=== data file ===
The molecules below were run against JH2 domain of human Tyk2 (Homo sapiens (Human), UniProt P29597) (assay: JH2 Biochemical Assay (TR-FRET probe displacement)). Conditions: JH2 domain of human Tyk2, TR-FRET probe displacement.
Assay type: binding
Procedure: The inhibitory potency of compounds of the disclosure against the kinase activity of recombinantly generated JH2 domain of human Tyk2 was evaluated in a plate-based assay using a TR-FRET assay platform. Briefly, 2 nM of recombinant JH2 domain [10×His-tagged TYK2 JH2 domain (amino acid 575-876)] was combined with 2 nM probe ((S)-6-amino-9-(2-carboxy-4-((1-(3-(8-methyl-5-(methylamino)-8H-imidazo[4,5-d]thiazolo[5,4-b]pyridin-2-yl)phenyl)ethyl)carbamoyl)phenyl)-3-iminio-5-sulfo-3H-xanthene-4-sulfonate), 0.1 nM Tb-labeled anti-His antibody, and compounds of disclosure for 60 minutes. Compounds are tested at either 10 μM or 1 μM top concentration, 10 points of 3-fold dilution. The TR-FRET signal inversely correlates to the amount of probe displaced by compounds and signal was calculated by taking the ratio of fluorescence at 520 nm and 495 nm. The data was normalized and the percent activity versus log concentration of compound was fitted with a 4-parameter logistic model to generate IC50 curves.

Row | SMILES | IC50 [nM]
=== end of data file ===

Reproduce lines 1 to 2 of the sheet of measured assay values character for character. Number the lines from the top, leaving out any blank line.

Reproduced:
The molecules below were run against JH2 domain of human Tyk2 (Homo sapiens (Human), UniProt P29597) (assay: JH2 Biochemical Assay (TR-FRET probe displacement)). Conditions: JH2 domain of human Tyk2, TR-FRET probe displacement.
Assay type: binding